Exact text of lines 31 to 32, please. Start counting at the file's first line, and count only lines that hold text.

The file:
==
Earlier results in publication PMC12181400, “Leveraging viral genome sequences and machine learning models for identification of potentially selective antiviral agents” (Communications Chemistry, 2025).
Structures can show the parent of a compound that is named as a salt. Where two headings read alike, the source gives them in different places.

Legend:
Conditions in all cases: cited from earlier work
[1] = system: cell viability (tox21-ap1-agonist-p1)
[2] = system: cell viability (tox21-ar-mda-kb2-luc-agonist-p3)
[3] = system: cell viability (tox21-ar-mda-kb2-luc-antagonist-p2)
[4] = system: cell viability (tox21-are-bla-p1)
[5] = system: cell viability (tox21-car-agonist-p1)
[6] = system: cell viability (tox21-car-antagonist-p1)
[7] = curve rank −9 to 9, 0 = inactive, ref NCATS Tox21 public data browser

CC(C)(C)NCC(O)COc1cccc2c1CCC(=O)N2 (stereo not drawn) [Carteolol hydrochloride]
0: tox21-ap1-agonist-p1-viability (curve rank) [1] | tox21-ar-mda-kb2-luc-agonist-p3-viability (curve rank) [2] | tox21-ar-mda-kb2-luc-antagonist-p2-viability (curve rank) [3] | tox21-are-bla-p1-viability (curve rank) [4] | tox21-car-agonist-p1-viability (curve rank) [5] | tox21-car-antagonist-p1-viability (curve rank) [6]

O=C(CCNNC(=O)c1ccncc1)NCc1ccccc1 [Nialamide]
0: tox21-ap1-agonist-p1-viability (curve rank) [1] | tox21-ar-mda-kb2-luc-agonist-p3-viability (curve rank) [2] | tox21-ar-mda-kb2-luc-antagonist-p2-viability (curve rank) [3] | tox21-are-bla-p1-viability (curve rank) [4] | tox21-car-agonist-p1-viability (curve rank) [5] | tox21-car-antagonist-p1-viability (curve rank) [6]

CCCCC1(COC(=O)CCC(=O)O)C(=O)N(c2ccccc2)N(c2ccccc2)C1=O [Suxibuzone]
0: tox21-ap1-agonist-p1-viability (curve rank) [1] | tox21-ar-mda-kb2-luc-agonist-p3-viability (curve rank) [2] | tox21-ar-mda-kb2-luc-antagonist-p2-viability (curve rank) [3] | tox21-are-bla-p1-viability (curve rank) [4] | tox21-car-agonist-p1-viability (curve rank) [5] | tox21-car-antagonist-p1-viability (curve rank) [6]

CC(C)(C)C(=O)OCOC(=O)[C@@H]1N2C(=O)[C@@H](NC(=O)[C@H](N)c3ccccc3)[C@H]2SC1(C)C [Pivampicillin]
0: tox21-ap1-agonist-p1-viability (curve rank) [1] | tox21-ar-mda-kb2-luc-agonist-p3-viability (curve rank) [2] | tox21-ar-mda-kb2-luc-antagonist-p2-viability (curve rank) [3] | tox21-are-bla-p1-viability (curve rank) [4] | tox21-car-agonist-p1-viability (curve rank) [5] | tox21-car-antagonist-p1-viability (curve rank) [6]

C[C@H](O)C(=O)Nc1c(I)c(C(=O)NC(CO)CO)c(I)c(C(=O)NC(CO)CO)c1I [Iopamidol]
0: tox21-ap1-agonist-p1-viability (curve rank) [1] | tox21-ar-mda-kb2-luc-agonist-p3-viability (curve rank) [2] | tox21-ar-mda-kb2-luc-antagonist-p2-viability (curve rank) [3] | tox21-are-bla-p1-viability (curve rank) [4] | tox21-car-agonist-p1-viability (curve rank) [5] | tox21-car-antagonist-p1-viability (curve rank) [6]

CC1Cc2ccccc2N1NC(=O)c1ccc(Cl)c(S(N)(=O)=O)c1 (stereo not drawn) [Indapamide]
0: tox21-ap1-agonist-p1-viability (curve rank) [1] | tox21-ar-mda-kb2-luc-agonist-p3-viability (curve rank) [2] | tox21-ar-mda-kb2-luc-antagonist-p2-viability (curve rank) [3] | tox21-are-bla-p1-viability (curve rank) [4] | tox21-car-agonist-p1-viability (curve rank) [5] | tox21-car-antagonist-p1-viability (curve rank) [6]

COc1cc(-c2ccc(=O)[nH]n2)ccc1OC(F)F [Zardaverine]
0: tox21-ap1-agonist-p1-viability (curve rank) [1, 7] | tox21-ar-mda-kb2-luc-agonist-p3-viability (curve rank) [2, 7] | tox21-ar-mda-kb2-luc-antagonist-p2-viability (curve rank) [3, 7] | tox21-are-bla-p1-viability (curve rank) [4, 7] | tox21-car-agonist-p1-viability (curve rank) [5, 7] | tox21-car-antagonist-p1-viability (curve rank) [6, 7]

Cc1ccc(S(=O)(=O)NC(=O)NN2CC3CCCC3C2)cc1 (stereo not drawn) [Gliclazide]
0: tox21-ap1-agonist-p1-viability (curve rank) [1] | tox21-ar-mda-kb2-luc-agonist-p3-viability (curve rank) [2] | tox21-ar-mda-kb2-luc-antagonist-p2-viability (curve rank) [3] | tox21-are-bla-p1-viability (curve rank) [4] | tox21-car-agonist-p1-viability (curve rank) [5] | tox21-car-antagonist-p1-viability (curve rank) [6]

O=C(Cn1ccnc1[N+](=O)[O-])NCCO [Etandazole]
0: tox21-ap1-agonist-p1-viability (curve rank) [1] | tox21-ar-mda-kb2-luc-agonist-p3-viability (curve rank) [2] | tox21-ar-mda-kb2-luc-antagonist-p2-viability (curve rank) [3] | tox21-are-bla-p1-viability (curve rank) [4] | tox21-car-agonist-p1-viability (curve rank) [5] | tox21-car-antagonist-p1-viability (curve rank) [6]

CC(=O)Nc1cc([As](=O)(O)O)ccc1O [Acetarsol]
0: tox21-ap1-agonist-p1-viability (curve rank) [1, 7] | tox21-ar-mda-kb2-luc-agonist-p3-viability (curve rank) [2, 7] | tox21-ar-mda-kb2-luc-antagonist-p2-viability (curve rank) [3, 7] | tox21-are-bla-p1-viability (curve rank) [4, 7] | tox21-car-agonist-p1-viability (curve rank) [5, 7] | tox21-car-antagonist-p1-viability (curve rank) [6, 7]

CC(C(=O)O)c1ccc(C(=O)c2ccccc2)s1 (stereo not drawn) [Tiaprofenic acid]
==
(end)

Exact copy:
0: tox21-ap1-agonist-p1-viability (curve rank) [1, 7] | tox21-ar-mda-kb2-luc-agonist-p3-viability (curve rank) [2, 7] | tox21-ar-mda-kb2-luc-antagonist-p2-viability (curve rank) [3, 7] | tox21-are-bla-p1-viability (curve rank) [4, 7] | tox21-car-agonist-p1-viability (curve rank) [5, 7] | tox21-car-antagonist-p1-viability (curve rank) [6, 7]

CC(C(=O)O)c1ccc(C(=O)c2ccccc2)s1 (stereo not drawn) [Tiaprofenic acid]